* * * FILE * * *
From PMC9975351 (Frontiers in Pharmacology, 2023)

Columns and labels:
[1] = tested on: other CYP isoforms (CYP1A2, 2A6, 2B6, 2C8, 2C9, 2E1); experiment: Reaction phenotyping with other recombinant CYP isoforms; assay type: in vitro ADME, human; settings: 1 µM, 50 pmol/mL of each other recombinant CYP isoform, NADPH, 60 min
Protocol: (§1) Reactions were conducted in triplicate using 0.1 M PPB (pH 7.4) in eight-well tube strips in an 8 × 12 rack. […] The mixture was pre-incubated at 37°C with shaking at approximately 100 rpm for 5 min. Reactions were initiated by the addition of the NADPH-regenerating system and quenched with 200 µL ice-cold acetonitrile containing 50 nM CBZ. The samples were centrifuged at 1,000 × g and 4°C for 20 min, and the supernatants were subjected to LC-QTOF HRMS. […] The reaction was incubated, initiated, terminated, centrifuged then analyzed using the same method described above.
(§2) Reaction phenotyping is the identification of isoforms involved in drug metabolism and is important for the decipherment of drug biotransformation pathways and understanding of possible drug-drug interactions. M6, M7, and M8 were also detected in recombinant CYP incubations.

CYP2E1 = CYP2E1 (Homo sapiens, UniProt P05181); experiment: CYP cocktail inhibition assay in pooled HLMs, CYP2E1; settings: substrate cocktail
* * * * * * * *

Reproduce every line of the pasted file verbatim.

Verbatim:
From PMC9975351 (Frontiers in Pharmacology, 2023)

Columns and labels:
[1] = tested on: other CYP isoforms (CYP1A2, 2A6, 2B6, 2C8, 2C9, 2E1); experiment: Reaction phenotyping with other recombinant CYP isoforms; assay type: in vitro ADME, human; settings: 1 µM, 50 pmol/mL of each other recombinant CYP isoform, NADPH, 60 min
Protocol: (§1) Reactions were conducted in triplicate using 0.1 M PPB (pH 7.4) in eight-well tube strips in an 8 × 12 rack. […] The mixture was pre-incubated at 37°C with shaking at approximately 100 rpm for 5 min. Reactions were initiated by the addition of the NADPH-regenerating system and quenched with 200 µL ice-cold acetonitrile containing 50 nM CBZ. The samples were centrifuged at 1,000 × g and 4°C for 20 min, and the supernatants were subjected to LC-QTOF HRMS. […] The reaction was incubated, initiated, terminated, centrifuged then analyzed using the same method described above.
(§2) Reaction phenotyping is the identification of isoforms involved in drug metabolism and is important for the decipherment of drug biotransformation pathways and understanding of possible drug-drug interactions. M6, M7, and M8 were also detected in recombinant CYP incubations.

CYP2E1 = CYP2E1 (Homo sapiens, UniProt P05181); experiment: CYP cocktail inhibition assay in pooled HLMs, CYP2E1; settings: substrate cocktail